Press Release
January 17, 2016


Sen. Miriam Defensor Santiago on Sunday renewed her call for the Philippine government to scrap its Visiting Forces Agreement (VFA) with the U.S., as she lamented that the Supreme Court failed to rise from its problematic 2009 ruling on the VFA by also upholding as constitutional the Enhanced Defense Cooperation Agreement (EDCA).

Santiago, chair of the Senate committee on foreign relations, stood by Senate Resolution No. 105, which she and 14 other senators adopted in November. The resolution said that without Senate concurrence, any treaty or international agreement, including the EDCA, is invalid.

"When the Supreme Court held in the 2009 case of Nicolas v. Romulo that the VFA is constitutional, no less than then Chief Justice Puno dissented, telling his colleagues, 'This slur on our sovereignty cannot continue, especially if we are the ones perpetuating it.' Those words resonate today, with the Supreme Court decision on the EDCA," the senator said.

Voting 10-4-1, Supreme Court has ruled that the EDCA needs no Senate concurrence because it is merely an implementing agreement of the VFA, which the Court deems a valid and effective treaty.

Santiago said the theory that the EDCA finds its validity on the VFA is flawed, as both agreements fall under the category of treaties prohibited by the Constitution, Article 18, Section 25, which states that "foreign military bases, troops, or facilities shall not be allowed in the Philippines except under a treaty duly concurred in by the Senate... and recognized as a treaty by the other contracting State."

Three requirements for validity

"The Constitution is clear that if an agreement pertains to foreign military bases, troops, or facilities, it must be (1) in the form of a treaty, (2) concurred in by the Senate, and (3) recognized as a treaty by the other contracting state," the senator said.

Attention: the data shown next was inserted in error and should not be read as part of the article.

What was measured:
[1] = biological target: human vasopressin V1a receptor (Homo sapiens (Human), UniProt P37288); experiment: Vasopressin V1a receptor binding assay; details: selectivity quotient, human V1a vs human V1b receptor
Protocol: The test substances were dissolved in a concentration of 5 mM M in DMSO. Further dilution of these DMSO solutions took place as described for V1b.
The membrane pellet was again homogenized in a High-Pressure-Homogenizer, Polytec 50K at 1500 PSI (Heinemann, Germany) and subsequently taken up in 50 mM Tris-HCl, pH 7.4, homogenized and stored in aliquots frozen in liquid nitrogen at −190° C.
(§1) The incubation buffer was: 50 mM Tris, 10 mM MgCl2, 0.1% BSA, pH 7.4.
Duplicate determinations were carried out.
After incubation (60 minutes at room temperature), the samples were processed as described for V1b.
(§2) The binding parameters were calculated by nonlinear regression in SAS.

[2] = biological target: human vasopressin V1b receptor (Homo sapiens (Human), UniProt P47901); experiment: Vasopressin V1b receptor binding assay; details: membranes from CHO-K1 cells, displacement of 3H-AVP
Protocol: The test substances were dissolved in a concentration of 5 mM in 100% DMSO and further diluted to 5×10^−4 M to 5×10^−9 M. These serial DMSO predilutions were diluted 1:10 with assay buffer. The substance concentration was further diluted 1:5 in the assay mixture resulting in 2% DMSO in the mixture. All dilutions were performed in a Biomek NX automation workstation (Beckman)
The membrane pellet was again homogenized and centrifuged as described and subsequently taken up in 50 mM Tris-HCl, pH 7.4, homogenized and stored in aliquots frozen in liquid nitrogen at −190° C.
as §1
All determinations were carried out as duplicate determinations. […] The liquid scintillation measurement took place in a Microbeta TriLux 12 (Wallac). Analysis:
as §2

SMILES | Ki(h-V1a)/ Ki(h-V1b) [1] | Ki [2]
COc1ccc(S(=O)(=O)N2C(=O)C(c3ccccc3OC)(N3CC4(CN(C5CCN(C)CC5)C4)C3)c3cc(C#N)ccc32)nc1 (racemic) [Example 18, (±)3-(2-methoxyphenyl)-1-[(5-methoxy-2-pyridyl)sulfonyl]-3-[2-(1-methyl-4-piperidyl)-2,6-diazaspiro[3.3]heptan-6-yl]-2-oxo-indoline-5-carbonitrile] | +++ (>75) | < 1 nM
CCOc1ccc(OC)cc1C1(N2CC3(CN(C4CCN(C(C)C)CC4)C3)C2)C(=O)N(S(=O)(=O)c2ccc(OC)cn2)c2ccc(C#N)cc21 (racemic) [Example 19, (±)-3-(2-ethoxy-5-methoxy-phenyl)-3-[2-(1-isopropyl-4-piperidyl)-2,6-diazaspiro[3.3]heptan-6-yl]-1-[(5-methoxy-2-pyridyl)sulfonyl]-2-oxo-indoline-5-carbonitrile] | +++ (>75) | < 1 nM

Santiago said the Supreme Court disregarded this test in Nicolas, where it said the VFA is a valid treaty despite failing in the third requirement--that the U.S. should recognize the VFA as a treaty as well--and again in its ruling that upholds EDCA despite failing the two other requirements.

"The EDCA is invalid for two reasons: The executive claims that it is not a treaty but merely an executive agreement, and it was not submitted to the Senate for concurrence. The flaw of the VFA, meanwhile, lies in the fact that it is not considered a treaty by the U.S.," she added.

Santiago explained that for a treaty to be binding to the U.S., it must have the advice and consent of the U.S. Senate. The VFA, she said, was submitted to the U.S. Senate not for concurrence, but only in compliance with the Case-Zablocki Act, an American law that requires the U.S. State Department to transmit to the U.S. Senate agreements not recognized as treaties.

"Therefore, the EDCA cannot derive its validity from the VFA, because the VFA is also infirm," she said, recalling her assertion in a 2009 resolution adopted by the Senate that the Philippine government should renegotiate the VFA or, if the U.S. refuses, move to abrogate the military deal.

The senator further argued that the concept of "implementing treaty" does not exist in the Constitution, which also states, in Article 7, Section 21, that "no treaty or international agreement shall be valid and effective unless concurred in by at least two-thirds of all the Members of the Senate."